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Putting a Spotlight On

Each month The Arc of New Jersey Family Institute spotlights a different developmental disability to help build awareness and educate others about the disability. Learn more below.


What is Wolf Hirschhorn Syndrome ?

It is a genetic disorder that affects many parts of the body. The major features include a characteristic facial appearance, delayed growth and development, intellectual disability , low muscle tone ( hypotonia ), and seizures .

 

What are the signs of Wolf Hirschhorn Syndrome?

Wolf-Hirschhorn affects many parts of the body, both physical and mental. The most common symptoms are abnormalities of the face, delayed development, intellectual disabilities, and seizures.

Other problems your baby could have include:

Bulging, wide-set eyes

Droopy eyelids and other eye problems

Cleft lip or palate

Downturned mouth

Low birth weight

Microcephaly, or an unusually small head

Underdeveloped muscles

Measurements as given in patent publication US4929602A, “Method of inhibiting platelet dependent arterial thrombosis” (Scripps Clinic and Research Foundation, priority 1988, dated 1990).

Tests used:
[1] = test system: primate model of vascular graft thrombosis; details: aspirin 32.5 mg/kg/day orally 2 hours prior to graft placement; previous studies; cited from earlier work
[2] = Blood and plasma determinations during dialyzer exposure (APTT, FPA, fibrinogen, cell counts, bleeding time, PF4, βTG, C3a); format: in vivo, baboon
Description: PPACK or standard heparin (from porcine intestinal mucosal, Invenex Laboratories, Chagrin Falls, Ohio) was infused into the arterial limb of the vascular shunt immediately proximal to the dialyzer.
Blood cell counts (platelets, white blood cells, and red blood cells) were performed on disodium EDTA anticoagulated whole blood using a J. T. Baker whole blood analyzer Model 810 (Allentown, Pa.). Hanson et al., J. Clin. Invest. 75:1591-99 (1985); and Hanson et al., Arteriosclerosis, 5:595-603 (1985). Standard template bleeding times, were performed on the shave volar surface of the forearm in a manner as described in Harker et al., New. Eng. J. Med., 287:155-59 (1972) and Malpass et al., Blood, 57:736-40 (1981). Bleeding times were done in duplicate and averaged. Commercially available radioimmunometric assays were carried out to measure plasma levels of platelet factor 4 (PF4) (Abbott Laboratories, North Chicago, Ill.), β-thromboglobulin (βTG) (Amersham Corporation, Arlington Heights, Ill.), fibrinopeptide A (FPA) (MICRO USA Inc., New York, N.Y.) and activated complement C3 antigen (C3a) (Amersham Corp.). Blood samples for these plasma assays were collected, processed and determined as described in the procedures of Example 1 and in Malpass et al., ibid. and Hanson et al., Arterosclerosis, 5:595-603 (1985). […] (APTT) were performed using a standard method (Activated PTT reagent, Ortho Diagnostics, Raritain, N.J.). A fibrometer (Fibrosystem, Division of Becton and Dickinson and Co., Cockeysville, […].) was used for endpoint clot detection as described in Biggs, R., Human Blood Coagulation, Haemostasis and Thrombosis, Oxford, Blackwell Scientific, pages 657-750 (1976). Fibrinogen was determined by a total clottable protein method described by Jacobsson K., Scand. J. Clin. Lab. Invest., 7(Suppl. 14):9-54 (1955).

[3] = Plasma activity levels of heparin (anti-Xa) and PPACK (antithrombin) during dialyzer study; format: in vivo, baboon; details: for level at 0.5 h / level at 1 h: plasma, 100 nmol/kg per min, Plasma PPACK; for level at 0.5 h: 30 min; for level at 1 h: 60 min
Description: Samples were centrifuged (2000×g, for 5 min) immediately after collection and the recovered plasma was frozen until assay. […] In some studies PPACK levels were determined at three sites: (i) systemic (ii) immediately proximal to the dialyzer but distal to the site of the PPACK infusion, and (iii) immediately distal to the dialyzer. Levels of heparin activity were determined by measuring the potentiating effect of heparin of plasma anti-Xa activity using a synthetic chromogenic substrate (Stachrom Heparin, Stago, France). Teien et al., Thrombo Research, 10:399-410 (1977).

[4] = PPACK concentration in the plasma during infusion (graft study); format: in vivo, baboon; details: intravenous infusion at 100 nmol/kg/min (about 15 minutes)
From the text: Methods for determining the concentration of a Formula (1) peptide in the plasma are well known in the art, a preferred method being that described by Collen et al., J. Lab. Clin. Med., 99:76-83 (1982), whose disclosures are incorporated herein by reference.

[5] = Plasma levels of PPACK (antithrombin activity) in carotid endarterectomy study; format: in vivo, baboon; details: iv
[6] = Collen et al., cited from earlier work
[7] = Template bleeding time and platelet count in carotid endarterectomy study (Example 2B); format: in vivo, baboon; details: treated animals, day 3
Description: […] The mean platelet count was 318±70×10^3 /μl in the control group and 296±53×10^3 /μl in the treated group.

Scoliosis

Heart and kidney problems

Failure to thrive

 

How is Wolf Hirschhorn Syndrome diagnosed?

Sometimes your doctor can find the physical signs of Wolf-Hirschhorn syndrome with routine ultrasounds during your first trimester of pregnancy. Or chromosome issues could show up in what’s known as an expanded cell-free DNA screening test. But these are both just screenings, not diagnostic tests. Your doctor will need to do more tests to know whether your baby has Wolf-Hirschhorn.

One test that can detect more than 95% of chromosome deletions in Wolf-Hirschhorn is called a “fluorescence in situ hybridization” (FISH) test. Tests done after your baby is born also can identify the partial deletion of the chromosome.

If your doctor confirms your child has Wolf-Hirschhorn, he may suggest several imaging tests to fully understand all affected areas of your baby’s body. You and your partner also should be tested if you plan to have more children in the future.

 

What services are available for individuals with Wolf Hirschhorn Syndrome?

There is no cure for Wolf-Hirschhorn syndrome, and every patient is unique, so treatment plans are tailored to manage the symptoms. Most plans will include:

Physical or occupational therapy

Surgery to repair defects

Support through social services

Genetic counseling

Special education

Controlling seizures

Drug therapy

 

Resources/References:

https://www.webmd.com/children/wolf-hirschorn-syndrome#2

https://medlineplus.gov/genetics/condition/wolf-hirschhorn-syndrome/

https://rarediseases.org/rare-diseases/wolf-hirschhorn-syndrome/

https://emedicine.medscape.com/article/950480-overview

 

 

 

 

 

 

 

 

 

 

 

 

 

 


Spotlight Archive